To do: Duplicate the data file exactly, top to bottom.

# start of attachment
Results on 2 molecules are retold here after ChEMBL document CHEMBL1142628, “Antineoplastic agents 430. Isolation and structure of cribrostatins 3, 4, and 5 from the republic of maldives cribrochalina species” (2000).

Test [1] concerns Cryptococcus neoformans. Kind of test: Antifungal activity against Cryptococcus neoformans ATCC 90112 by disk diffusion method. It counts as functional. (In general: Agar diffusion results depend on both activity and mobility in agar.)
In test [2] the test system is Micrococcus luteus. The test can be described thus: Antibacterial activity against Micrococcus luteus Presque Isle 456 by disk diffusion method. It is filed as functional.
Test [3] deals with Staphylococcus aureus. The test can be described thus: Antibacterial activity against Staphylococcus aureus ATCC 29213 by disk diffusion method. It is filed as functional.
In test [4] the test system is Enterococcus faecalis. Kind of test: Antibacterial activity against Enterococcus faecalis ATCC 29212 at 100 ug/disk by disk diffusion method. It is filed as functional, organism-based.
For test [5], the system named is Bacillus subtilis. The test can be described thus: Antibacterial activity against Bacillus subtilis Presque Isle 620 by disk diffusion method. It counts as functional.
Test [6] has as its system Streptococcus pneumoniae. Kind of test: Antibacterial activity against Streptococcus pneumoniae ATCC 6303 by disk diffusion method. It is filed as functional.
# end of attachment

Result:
Results on 2 molecules are retold here after ChEMBL document CHEMBL1142628, “Antineoplastic agents 430. Isolation and structure of cribrostatins 3, 4, and 5 from the republic of maldives cribrochalina species” (2000).

Test [1] concerns Cryptococcus neoformans. Kind of test: Antifungal activity against Cryptococcus neoformans ATCC 90112 by disk diffusion method. It counts as functional. (In general: Agar diffusion results depend on both activity and mobility in agar.)
In test [2] the test system is Micrococcus luteus. The test can be described thus: Antibacterial activity against Micrococcus luteus Presque Isle 456 by disk diffusion method. It is filed as functional.
Test [3] deals with Staphylococcus aureus. The test can be described thus: Antibacterial activity against Staphylococcus aureus ATCC 29213 by disk diffusion method. It is filed as functional.
In test [4] the test system is Enterococcus faecalis. Kind of test: Antibacterial activity against Enterococcus faecalis ATCC 29212 at 100 ug/disk by disk diffusion method. It is filed as functional, organism-based.
For test [5], the system named is Bacillus subtilis. The test can be described thus: Antibacterial activity against Bacillus subtilis Presque Isle 620 by disk diffusion method. It counts as functional.
Test [6] has as its system Streptococcus pneumoniae. Kind of test: Antibacterial activity against Streptococcus pneumoniae ATCC 6303 by disk diffusion method. It is filed as functional.